An attorney has sued Yahoo, charging the portal didn’t do enough to help him stop personal attacks against him on its message boards. He hopes to make the suit a class action.
Stephen Galton, a corporate lawyer in Los Angeles, California, filedsuit on Wednesday. Galton claims the Internet company hasprotected people who have posted potentially defamatory comments whilefalsely claiming that it monitors boards to prevent such abuse.
“We are declining to comment on this lawsuit,” Yahoo spokesperson MaryOsako told the E-Commerce Times.
In the suit, Galton claims that he registered for Yahoo message boardsearlier this year after a derogatory post about one of his clients wasbrought to his attention.
After posting a response under the screen name “stephengalton,” he said,other board users began to personally attack him, calling him a”shyster,” and an “overly robust geezer that makes a living walkingbehind the elephant with a shovel.”
In April, Galton moved to file suit directly against some of the messageboard posters and asked in a subpoena for Yahoo to provide personal andidentifying information about those using aliases. Yahoo responded withincomplete or inaccurate information, the complaint alleges.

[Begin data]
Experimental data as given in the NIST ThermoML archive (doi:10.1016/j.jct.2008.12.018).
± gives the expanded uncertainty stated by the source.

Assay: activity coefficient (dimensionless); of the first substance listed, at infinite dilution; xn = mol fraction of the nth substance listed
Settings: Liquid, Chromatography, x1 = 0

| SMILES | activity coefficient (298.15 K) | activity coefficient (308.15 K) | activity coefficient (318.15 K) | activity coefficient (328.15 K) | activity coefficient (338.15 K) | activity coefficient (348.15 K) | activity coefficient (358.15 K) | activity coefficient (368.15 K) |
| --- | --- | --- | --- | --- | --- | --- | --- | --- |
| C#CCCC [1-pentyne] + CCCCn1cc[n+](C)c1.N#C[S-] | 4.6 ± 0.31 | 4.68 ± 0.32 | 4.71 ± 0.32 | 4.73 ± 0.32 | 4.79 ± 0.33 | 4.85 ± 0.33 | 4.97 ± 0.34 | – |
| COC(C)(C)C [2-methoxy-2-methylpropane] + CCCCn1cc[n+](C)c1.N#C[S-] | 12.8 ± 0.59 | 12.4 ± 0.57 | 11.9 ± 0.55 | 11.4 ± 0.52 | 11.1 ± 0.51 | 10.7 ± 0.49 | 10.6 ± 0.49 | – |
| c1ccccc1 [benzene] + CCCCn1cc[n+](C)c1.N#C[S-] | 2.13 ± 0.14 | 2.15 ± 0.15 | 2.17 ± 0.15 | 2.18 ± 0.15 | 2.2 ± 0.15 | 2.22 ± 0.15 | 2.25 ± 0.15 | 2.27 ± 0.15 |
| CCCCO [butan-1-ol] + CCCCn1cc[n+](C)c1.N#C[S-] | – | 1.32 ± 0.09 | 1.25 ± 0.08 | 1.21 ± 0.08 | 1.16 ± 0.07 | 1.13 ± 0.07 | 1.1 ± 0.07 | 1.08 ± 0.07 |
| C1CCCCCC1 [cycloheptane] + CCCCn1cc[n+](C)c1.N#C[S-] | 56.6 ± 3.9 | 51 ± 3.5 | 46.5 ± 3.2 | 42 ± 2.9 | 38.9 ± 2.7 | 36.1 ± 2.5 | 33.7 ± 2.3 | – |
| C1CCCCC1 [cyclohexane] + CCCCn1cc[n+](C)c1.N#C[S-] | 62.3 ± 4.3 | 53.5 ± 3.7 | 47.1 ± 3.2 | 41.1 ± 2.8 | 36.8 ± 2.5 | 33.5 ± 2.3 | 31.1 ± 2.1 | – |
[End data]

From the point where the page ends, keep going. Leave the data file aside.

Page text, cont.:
Class Action Suit?
Galton is leaving the suit open for others to join, proposing toestablish a class action suit on behalf of California residents who — since 2000 — have beentargeted by abusive messages on a Yahoo board and deniedinformation about their attackers.
Although specific dollar amounts are not mentioned in the suit, Galton isseeking restitution for his costs as well as an injunction againstYahoo.
Attempts to reach Galton at his firm, Galton & Helm, were notsuccessful.
Yahoo will almost certainly find plenty of allies amongcivil libertarians and other groups.
Cindy Cohn, legal director of the Electronic Frontier Foundation (EFF),said anonymity is a bedrock principal of public commentary in the United States.
“The idea is that if you want people to speak freely about issues ofpublic concern you need to give them the option of not having their namesrevealed,” Cohn told the E-Commerce Times.
The EFF has been involved in a number of cases in which it argued in favor ofprotecting the anonymity of message board users, including several suitsstemming from comments posted on Yahoo boards.
California has been at the forefront of protecting freedom,and even anonymity, online. A state lawmaker recently filed a bill thatwould require Internet service providers to inform users when someoneattempts to find out their identity through a subpoena.
Galton is not suing Yahoo for libel, likely because recent case law haslargely indemnified Internet companies from being held accountable inlibel suits. The case law holds that the responsibility for posting erroneous and damaging information lies primarily with the person who posts it, not the Internet company.
The most recent case involved an aggrievedeBay user whose suit against the auction site was tossed out.